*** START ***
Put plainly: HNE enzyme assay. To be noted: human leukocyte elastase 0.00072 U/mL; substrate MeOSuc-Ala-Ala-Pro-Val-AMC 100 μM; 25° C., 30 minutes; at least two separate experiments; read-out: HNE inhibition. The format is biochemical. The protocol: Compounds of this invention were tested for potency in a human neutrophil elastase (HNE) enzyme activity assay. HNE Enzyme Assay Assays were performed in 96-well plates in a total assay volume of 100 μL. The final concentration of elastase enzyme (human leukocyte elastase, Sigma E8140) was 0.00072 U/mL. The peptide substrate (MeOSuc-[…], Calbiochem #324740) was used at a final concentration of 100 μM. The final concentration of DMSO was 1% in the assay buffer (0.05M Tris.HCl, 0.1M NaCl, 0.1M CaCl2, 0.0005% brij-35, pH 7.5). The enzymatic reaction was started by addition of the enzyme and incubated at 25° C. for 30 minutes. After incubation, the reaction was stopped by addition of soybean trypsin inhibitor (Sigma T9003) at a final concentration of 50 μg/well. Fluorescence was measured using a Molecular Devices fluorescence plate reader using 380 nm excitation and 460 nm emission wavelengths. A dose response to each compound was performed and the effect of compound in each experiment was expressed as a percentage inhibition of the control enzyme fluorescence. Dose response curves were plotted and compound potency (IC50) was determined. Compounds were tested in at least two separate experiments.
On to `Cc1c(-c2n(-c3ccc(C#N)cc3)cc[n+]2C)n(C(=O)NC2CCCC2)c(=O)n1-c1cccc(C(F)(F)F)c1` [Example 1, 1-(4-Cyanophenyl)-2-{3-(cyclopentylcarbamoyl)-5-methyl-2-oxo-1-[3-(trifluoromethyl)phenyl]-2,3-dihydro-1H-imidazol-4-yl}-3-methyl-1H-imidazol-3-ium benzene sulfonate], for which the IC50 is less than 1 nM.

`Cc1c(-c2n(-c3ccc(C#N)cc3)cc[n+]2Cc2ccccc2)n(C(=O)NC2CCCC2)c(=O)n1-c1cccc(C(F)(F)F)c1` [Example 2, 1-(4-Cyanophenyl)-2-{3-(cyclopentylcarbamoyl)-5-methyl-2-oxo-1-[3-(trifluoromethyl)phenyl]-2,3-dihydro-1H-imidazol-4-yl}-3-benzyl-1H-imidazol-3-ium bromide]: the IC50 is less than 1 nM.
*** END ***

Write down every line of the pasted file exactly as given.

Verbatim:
Put plainly: HNE enzyme assay. To be noted: human leukocyte elastase 0.00072 U/mL; substrate MeOSuc-Ala-Ala-Pro-Val-AMC 100 μM; 25° C., 30 minutes; at least two separate experiments; read-out: HNE inhibition. The format is biochemical. The protocol: Compounds of this invention were tested for potency in a human neutrophil elastase (HNE) enzyme activity assay. HNE Enzyme Assay Assays were performed in 96-well plates in a total assay volume of 100 μL. The final concentration of elastase enzyme (human leukocyte elastase, Sigma E8140) was 0.00072 U/mL. The peptide substrate (MeOSuc-[…], Calbiochem #324740) was used at a final concentration of 100 μM. The final concentration of DMSO was 1% in the assay buffer (0.05M Tris.HCl, 0.1M NaCl, 0.1M CaCl2, 0.0005% brij-35, pH 7.5). The enzymatic reaction was started by addition of the enzyme and incubated at 25° C. for 30 minutes. After incubation, the reaction was stopped by addition of soybean trypsin inhibitor (Sigma T9003) at a final concentration of 50 μg/well. Fluorescence was measured using a Molecular Devices fluorescence plate reader using 380 nm excitation and 460 nm emission wavelengths. A dose response to each compound was performed and the effect of compound in each experiment was expressed as a percentage inhibition of the control enzyme fluorescence. Dose response curves were plotted and compound potency (IC50) was determined. Compounds were tested in at least two separate experiments.
On to `Cc1c(-c2n(-c3ccc(C#N)cc3)cc[n+]2C)n(C(=O)NC2CCCC2)c(=O)n1-c1cccc(C(F)(F)F)c1` [Example 1, 1-(4-Cyanophenyl)-2-{3-(cyclopentylcarbamoyl)-5-methyl-2-oxo-1-[3-(trifluoromethyl)phenyl]-2,3-dihydro-1H-imidazol-4-yl}-3-methyl-1H-imidazol-3-ium benzene sulfonate], for which the IC50 is less than 1 nM.

`Cc1c(-c2n(-c3ccc(C#N)cc3)cc[n+]2Cc2ccccc2)n(C(=O)NC2CCCC2)c(=O)n1-c1cccc(C(F)(F)F)c1` [Example 2, 1-(4-Cyanophenyl)-2-{3-(cyclopentylcarbamoyl)-5-methyl-2-oxo-1-[3-(trifluoromethyl)phenyl]-2,3-dihydro-1H-imidazol-4-yl}-3-benzyl-1H-imidazol-3-ium bromide]: the IC50 is less than 1 nM.